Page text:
Wednesday, January 25, 2012

The meaning of Hit Points

I just finished reading a series of posts on hit points.  I'm not going to bother to link it, because there are many such posts and discussions and they are all more or less the same.

Hit points are a thorny issue and have been so since way back when.  The barbs jabbing at the minds of so many involve the realization that characters with high hit points can survive seemingly impossible situations - a hail of arrows for example.  After all, if a single arrow can kill a peasant, why does it take 10 to kill a fighter?

This question popped up often enough that Gygax wrote several essays about it, including the description in the DMG, p82.  His explanation is always the same: Hit points represent fatigue, luck and physical toughness, all three, and a trick or two besides. 

Folks have wrestled with this answer ever since.  Some have tried to break it down into some kind of fatigue damage, vs. physical damage, etc.  Others have argued that there are contradictions in this explanation, particularly as regards monster HP. 

Despite the messiness, I never let it worry me much as a game mechanic, but the thread I just read wondered how Constitution should or should not affect Hit Points at each level, given the physical vs. fatigue aspect, and that seemed like a really legitimate question, given Gygax's definition.

The course out of this muddle begins with a simple realization:

Gygax was wrong.

Now, to those crying foul, I would point to a simple fact: Gygax had no more authority to talk about the meaning of Hit Points than Traci Hickman, Monte Cook, or Mike Mearls do.   What I mean is that while he was certainly a very involved game designer - almost certainly the most involved in the '70s - in the D&D world, he didn't invent the concept of Hit Points.  His explanation is his opinion.  It is not the explanation of the designer.

Dave Arneson created the idea (and the label) of Hit Points.  Dave Arneson didn't have a lot to say about what Hit Points meant.  Luckily, if we look closely, its not too hard to figure out what he thought about them.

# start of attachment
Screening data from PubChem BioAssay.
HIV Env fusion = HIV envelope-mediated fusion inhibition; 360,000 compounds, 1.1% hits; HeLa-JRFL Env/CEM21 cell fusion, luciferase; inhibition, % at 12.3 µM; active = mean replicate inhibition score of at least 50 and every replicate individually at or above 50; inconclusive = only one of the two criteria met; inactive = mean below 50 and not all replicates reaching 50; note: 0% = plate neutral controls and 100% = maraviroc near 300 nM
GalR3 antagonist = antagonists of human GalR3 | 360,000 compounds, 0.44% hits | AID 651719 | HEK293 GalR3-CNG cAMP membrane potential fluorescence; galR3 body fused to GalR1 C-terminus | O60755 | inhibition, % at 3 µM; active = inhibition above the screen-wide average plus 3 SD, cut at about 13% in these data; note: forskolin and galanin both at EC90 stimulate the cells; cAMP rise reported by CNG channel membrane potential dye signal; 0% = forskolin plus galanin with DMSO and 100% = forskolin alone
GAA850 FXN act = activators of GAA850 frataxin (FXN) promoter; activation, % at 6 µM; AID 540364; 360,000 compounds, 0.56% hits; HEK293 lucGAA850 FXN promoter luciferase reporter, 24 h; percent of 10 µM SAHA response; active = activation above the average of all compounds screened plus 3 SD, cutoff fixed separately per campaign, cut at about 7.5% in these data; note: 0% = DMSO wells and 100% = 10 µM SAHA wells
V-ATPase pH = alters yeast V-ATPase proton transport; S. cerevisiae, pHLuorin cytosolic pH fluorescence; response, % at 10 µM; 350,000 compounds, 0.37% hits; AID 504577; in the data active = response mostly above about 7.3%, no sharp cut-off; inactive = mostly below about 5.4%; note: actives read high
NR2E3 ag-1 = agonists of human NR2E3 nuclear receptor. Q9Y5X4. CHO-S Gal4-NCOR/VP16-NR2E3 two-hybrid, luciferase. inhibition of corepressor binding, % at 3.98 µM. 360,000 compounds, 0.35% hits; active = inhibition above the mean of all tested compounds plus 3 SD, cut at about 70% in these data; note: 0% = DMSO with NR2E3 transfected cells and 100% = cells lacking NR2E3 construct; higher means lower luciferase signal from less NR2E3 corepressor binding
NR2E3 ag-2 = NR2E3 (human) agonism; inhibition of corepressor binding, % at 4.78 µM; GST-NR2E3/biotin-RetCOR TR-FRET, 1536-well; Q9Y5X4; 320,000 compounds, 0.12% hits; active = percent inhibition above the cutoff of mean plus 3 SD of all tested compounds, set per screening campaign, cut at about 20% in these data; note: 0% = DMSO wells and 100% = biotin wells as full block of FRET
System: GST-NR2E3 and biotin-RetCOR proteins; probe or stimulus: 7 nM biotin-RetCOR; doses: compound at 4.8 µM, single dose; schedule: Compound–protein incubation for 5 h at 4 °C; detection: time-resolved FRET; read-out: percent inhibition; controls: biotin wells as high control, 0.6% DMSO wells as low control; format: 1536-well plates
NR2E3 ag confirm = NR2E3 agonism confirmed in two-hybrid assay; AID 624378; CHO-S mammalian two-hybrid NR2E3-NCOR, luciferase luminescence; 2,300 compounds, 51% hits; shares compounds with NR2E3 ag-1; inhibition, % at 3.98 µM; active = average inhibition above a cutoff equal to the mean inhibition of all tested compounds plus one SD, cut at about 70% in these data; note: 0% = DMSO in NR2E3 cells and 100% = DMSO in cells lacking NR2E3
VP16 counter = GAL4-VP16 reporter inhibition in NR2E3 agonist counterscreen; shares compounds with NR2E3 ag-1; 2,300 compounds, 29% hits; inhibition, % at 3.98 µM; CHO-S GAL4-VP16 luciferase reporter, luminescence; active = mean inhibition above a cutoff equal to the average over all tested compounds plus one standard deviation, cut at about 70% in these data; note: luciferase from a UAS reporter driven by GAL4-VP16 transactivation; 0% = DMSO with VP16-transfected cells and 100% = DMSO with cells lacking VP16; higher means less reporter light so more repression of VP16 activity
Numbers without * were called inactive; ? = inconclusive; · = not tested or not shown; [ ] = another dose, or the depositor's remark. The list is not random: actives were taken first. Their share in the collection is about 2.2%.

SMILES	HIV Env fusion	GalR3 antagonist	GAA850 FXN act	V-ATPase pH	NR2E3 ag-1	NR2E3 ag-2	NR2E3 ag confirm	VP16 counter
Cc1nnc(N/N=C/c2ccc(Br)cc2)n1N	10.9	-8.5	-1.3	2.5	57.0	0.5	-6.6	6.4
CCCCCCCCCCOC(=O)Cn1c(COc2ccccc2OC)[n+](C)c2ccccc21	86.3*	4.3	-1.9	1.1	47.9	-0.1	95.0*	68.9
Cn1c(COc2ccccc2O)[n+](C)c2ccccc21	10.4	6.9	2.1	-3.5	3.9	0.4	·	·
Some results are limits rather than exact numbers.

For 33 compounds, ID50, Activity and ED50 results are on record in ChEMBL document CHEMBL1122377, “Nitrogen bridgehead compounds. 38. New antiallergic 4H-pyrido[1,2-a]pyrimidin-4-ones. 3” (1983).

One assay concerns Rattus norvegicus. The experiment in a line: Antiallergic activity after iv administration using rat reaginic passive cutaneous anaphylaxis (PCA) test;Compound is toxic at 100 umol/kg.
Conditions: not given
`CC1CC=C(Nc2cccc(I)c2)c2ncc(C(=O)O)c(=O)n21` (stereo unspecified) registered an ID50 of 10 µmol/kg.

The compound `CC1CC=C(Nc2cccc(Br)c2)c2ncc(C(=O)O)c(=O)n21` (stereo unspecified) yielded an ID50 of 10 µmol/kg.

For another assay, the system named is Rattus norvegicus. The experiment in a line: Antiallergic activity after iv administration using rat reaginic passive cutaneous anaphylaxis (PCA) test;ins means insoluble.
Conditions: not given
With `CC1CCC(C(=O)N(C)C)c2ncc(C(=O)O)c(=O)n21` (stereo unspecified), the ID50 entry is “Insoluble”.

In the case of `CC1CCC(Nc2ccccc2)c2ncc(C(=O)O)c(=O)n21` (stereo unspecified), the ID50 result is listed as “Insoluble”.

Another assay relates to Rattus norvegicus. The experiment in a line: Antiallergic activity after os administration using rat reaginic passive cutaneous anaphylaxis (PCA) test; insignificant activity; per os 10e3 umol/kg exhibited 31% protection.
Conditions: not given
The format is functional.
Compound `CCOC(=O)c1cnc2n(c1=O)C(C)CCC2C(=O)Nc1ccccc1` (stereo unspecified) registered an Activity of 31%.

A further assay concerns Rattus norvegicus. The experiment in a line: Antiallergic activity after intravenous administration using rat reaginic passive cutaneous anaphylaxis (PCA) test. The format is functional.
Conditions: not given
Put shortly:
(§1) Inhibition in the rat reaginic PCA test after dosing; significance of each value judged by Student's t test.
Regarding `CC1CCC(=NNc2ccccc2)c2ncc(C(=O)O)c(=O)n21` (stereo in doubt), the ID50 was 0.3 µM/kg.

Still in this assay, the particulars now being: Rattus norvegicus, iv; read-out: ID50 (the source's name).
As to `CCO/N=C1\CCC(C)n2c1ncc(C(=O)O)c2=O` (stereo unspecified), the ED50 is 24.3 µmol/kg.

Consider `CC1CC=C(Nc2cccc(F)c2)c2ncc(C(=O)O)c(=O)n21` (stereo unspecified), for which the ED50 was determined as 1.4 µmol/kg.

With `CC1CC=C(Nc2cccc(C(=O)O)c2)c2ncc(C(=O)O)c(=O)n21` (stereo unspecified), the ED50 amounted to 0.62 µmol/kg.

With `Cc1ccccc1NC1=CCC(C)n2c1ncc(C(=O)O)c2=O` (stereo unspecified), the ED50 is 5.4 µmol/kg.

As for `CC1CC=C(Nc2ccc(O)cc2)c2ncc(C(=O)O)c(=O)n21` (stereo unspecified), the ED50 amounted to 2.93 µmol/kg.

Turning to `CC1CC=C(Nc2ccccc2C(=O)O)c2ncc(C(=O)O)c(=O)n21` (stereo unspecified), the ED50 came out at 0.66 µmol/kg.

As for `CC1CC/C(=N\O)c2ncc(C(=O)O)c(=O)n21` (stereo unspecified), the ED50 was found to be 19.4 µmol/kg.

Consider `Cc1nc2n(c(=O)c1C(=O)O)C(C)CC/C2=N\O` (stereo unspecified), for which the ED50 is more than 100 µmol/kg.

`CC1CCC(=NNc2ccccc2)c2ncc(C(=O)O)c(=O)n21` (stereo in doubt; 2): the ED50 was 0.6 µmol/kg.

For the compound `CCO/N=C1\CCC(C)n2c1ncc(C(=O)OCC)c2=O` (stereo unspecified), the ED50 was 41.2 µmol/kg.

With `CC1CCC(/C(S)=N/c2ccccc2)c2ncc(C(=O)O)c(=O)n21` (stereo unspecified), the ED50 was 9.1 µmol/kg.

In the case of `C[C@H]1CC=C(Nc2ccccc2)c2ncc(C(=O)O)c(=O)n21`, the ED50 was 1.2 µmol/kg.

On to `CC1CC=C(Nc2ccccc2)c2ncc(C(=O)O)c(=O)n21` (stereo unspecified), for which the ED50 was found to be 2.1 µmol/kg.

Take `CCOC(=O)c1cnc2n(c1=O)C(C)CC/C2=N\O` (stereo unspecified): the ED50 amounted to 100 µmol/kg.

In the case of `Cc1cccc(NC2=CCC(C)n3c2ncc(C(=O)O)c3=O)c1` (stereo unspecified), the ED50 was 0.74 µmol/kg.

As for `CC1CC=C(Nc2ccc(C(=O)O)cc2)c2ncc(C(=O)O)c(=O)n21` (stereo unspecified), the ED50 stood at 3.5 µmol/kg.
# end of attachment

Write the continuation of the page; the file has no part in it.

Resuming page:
In the FFC he wrote "As the player progressed, he did not receive additional Hit Points, but rather he became harder to Hit"

For Dave, Hit points were a fixed number.  It wasn't long (by 1972) before Dave changed the above so that while characters still received a fixed number of points, it grew greater at each level, but the principle in the second part of that statement "became harder to Hit" is really the most interesting.  Dave's thinking was that going up in level equaled increased ability to survive.  Ability to survive - the characters defense against death - is wrapped in three stats: Saving Throws, Armor Class, and Hit Points.

Armor Class has its limits.  It's not much fun if characters and monsters are statistically invulnerable to being hit.  The same limitations apply to saving throws.  Hit Points are a lot more flexible.

For Dave, all three of these were subject to situational modification.  Armor Class and Saving Throws could get a bonus of +1 to +4, and that's still common in D&D.  Hit Point "values" (as he sometimes wrote it) were even more fluid; they changed from situation to situation.  Arneson’s early gaming material often mentions "double (or more) values".  the 1975 version of Temple of the Frog makes it clear that the key "defense value" of Hit Points could be doubled, trebled, even sextupled; ToTF: Pg 45. Breeding pond frogs “fight at Double value for 2-12 rounds” – but 3 hit points are the only value given; Pg 47. “double strength and HIT POINT VALUES”. (emphasis mine)

When Arneson created Hit Points for monsters and characters he didn't intend them to represent a one to one amount of physical damage a creature could take, or a one to one amount of luck or fatigue.  They didn't represent anything concrete and interchangeable at all.  Hit Points were a fluid abstraction for how many dice pips it took to turn it from living to dead or free to subdued.   This amount could change from situation to situation based on the creatures willingness and ability to fight, mostly.

In short, 1 Hit Point does not equal 1 Hit Point.  The value of a point is circumstantial and fluid and not the same from situation to situation or creature to creature.